3.2 Analogue Signals
A simple analogue signal is a sine wave. The 3 main characteristics of an analogue signal are:
Another important characteristic of a sine wave is its wavelength. A sine wave can be regarded as being a sequence of exactly identical waves. If one wavelength was sampled and compared to another there would be an exact fit. One complete wave is called a cycle.
The highest point of a sine wave is called a crest and the lowest point a trough.
Changes in any of the 3 main characteristics can be introduced to a signal and controlled electronically. Signal modification and its control forms the basis of modern data communications.
Amplitude is a signal’s strength and can be visualised as the height of the signal. Therefore, the higher the amplitude the “louder” the signal. Signal strength is typically measured in decibels, named after the inventor of the telephone: Alexander Graham Bell.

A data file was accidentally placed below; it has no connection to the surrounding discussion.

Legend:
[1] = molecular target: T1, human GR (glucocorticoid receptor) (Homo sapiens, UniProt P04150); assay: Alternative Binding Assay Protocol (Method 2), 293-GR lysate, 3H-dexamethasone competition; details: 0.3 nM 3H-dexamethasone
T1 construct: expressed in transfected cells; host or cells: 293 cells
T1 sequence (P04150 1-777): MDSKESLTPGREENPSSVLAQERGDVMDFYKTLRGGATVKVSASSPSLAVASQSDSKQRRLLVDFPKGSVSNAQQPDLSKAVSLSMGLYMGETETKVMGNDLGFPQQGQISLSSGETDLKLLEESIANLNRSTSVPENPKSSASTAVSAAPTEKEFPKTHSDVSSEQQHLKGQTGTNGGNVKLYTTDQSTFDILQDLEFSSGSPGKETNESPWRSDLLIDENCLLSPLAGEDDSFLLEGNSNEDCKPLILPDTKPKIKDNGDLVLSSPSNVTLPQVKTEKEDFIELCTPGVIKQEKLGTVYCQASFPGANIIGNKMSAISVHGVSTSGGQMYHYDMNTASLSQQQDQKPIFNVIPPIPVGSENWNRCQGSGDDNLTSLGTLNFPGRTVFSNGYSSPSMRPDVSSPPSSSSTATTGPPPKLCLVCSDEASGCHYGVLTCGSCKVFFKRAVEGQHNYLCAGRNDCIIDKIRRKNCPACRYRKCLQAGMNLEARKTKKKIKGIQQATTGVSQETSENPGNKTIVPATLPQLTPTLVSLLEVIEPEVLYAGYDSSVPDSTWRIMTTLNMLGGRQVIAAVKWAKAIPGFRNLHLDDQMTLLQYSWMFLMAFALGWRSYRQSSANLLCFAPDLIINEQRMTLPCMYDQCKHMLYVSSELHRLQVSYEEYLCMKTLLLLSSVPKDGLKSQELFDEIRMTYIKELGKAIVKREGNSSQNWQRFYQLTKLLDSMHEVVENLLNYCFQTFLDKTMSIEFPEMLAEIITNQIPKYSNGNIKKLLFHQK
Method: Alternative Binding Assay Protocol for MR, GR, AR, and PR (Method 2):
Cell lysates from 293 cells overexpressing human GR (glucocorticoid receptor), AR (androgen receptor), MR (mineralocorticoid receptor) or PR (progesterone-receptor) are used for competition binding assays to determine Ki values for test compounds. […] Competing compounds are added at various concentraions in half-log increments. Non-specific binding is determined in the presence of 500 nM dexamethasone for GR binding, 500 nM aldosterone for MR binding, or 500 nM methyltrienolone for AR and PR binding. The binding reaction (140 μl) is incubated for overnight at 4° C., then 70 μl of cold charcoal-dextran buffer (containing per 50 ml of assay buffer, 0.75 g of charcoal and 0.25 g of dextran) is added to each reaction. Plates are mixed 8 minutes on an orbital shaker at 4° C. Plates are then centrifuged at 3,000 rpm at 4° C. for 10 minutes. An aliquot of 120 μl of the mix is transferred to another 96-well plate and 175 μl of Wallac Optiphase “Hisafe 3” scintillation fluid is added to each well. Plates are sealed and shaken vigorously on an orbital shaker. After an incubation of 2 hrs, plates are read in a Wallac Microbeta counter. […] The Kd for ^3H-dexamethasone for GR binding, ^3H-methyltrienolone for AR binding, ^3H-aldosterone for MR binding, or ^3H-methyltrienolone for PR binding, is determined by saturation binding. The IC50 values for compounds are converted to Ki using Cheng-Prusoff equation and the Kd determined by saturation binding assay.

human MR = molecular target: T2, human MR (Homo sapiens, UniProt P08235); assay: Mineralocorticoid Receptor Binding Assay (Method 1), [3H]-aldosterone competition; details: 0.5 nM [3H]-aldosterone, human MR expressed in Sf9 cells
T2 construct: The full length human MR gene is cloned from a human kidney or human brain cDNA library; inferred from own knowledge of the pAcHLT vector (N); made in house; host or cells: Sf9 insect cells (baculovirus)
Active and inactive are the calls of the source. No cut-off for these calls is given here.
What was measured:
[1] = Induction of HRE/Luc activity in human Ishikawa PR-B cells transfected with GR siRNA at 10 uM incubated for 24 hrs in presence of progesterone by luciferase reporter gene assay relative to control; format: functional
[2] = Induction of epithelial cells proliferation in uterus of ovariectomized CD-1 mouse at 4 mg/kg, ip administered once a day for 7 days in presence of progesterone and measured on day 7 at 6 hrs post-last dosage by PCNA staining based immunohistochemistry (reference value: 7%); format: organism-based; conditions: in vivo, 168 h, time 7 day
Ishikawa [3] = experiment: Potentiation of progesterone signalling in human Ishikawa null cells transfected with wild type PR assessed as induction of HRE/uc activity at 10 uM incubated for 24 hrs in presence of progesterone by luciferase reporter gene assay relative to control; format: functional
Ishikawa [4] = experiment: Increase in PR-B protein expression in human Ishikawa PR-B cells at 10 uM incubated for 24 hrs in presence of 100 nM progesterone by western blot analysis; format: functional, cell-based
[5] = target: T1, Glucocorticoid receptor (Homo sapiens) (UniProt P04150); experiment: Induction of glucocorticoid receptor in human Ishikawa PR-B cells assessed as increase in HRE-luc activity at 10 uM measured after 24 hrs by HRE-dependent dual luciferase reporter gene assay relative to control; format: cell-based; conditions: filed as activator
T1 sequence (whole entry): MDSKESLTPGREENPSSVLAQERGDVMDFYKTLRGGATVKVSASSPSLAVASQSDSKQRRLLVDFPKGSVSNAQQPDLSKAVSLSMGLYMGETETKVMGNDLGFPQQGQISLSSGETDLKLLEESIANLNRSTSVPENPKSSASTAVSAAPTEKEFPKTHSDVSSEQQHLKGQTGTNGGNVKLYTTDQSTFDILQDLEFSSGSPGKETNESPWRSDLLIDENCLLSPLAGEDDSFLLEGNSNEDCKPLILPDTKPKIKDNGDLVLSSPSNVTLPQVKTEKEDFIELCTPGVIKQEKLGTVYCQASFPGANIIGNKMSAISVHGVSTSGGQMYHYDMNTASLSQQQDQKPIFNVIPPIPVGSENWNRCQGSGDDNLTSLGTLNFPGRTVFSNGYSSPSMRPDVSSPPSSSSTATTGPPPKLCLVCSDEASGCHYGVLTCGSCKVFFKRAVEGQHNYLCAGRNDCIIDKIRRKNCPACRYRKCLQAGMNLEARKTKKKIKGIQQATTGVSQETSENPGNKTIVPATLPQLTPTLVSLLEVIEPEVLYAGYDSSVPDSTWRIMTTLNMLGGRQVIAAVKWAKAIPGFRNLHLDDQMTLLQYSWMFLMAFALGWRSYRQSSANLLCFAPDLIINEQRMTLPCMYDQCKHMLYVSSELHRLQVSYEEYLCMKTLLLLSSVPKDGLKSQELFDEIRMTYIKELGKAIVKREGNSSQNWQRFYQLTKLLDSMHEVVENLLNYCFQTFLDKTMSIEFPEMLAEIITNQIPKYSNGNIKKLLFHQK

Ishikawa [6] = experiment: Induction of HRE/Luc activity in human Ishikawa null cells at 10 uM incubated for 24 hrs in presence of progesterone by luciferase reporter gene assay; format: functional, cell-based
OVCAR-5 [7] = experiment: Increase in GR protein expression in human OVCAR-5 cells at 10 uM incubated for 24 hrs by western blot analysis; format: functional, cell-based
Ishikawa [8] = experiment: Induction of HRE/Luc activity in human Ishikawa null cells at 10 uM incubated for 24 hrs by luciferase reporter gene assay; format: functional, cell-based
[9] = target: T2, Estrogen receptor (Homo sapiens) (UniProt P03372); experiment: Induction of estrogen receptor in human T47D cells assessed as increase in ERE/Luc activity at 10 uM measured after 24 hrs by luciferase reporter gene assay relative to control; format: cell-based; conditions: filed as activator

Frequency is the rate at which a signal changes per second and is typically measured in hertz (Hz). Therefore, if a signal has a frequency of 100 Hz, it changes at a rate of 100 times per second. This rate of change is also referred to as the number of cycles per second.
Frequency can also be measured in kilohertz (kHz), megahertz (MHz), and gigahertz (GHz).
Phase is the rate at which a signal changes its own relationship to zero time, and is expressed in radians or degrees. One complete cycle of a wave begins at a predetermined point and continues until the same point is reached again. The phase shifts forward or backward along the time axis. The amount of shift can be from 0 to 360 degrees. Therefore, a shift of 360 degrees is one complete period.